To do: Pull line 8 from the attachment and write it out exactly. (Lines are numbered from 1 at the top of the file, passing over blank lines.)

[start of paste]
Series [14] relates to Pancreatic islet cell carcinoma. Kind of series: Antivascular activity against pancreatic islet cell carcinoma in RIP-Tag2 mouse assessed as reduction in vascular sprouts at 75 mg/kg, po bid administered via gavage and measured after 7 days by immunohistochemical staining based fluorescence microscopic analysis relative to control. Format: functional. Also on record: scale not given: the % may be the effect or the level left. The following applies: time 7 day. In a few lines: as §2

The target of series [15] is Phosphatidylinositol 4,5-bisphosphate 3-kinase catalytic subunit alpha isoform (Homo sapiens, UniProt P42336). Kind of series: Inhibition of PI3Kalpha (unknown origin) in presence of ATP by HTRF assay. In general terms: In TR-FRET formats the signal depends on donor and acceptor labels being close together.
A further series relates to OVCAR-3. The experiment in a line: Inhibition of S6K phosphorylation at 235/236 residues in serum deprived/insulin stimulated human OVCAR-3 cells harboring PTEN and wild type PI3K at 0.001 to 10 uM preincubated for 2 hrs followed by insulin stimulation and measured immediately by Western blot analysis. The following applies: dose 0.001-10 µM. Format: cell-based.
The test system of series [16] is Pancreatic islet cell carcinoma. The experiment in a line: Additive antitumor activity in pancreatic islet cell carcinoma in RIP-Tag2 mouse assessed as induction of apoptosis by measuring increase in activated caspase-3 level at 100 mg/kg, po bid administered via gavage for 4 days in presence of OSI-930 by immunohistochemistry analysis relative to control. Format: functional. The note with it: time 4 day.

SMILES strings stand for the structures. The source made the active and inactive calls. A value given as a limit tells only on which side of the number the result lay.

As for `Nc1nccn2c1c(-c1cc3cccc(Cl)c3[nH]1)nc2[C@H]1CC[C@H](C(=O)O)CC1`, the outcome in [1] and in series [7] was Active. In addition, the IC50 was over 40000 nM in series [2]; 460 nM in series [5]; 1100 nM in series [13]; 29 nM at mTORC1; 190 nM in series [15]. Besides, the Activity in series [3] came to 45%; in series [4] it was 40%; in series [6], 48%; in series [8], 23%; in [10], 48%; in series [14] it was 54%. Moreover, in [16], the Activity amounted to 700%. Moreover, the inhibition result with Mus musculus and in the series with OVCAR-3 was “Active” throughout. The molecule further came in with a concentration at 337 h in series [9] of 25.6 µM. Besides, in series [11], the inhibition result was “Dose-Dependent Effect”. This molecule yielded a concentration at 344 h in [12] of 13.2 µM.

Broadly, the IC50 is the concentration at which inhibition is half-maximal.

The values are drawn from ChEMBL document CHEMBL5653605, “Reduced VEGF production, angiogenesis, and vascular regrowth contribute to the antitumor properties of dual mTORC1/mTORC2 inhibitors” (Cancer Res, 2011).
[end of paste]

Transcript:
The values are drawn from ChEMBL document CHEMBL5653605, “Reduced VEGF production, angiogenesis, and vascular regrowth contribute to the antitumor properties of dual mTORC1/mTORC2 inhibitors” (Cancer Res, 2011).